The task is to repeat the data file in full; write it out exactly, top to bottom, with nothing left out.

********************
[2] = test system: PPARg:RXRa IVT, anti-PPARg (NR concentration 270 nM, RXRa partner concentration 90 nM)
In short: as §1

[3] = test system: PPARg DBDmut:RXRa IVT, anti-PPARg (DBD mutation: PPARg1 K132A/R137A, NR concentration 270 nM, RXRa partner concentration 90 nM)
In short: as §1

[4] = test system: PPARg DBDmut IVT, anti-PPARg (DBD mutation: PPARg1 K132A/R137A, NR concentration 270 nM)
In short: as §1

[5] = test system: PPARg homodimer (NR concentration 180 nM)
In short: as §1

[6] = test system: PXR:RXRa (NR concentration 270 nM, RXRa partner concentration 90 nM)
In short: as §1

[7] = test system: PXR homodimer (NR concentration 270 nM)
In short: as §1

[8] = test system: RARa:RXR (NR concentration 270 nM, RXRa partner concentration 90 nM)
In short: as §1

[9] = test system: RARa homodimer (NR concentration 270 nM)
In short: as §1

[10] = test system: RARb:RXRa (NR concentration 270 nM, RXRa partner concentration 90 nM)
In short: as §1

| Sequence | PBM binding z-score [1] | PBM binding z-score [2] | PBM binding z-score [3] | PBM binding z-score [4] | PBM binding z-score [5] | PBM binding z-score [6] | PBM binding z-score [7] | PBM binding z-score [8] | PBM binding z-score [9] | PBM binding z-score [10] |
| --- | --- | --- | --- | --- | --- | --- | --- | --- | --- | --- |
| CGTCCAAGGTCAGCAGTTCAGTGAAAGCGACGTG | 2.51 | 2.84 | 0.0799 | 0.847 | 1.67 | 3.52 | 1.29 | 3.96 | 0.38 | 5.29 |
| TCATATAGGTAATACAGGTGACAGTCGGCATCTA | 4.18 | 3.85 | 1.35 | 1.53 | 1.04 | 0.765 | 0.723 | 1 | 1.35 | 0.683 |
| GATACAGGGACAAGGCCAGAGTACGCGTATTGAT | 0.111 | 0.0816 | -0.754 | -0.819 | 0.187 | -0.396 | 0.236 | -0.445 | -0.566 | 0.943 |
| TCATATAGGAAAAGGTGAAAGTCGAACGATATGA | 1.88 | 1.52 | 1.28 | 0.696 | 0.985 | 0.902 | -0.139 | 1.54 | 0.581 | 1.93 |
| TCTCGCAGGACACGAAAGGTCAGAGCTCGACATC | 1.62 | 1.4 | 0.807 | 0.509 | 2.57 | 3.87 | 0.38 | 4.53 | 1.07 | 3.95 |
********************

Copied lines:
[2] = test system: PPARg:RXRa IVT, anti-PPARg (NR concentration 270 nM, RXRa partner concentration 90 nM)
In short: as §1

[3] = test system: PPARg DBDmut:RXRa IVT, anti-PPARg (DBD mutation: PPARg1 K132A/R137A, NR concentration 270 nM, RXRa partner concentration 90 nM)
In short: as §1

[4] = test system: PPARg DBDmut IVT, anti-PPARg (DBD mutation: PPARg1 K132A/R137A, NR concentration 270 nM)
In short: as §1

[5] = test system: PPARg homodimer (NR concentration 180 nM)
In short: as §1

[6] = test system: PXR:RXRa (NR concentration 270 nM, RXRa partner concentration 90 nM)
In short: as §1

[7] = test system: PXR homodimer (NR concentration 270 nM)
In short: as §1

[8] = test system: RARa:RXR (NR concentration 270 nM, RXRa partner concentration 90 nM)
In short: as §1

[9] = test system: RARa homodimer (NR concentration 270 nM)
In short: as §1

[10] = test system: RARb:RXRa (NR concentration 270 nM, RXRa partner concentration 90 nM)
In short: as §1

| Sequence | PBM binding z-score [1] | PBM binding z-score [2] | PBM binding z-score [3] | PBM binding z-score [4] | PBM binding z-score [5] | PBM binding z-score [6] | PBM binding z-score [7] | PBM binding z-score [8] | PBM binding z-score [9] | PBM binding z-score [10] |
| --- | --- | --- | --- | --- | --- | --- | --- | --- | --- | --- |
| CGTCCAAGGTCAGCAGTTCAGTGAAAGCGACGTG | 2.51 | 2.84 | 0.0799 | 0.847 | 1.67 | 3.52 | 1.29 | 3.96 | 0.38 | 5.29 |
| TCATATAGGTAATACAGGTGACAGTCGGCATCTA | 4.18 | 3.85 | 1.35 | 1.53 | 1.04 | 0.765 | 0.723 | 1 | 1.35 | 0.683 |
| GATACAGGGACAAGGCCAGAGTACGCGTATTGAT | 0.111 | 0.0816 | -0.754 | -0.819 | 0.187 | -0.396 | 0.236 | -0.445 | -0.566 | 0.943 |
| TCATATAGGAAAAGGTGAAAGTCGAACGATATGA | 1.88 | 1.52 | 1.28 | 0.696 | 0.985 | 0.902 | -0.139 | 1.54 | 0.581 | 1.93 |
| TCTCGCAGGACACGAAAGGTCAGAGCTCGACATC | 1.62 | 1.4 | 0.807 | 0.509 | 2.57 | 3.87 | 0.38 | 4.53 | 1.07 | 3.95 |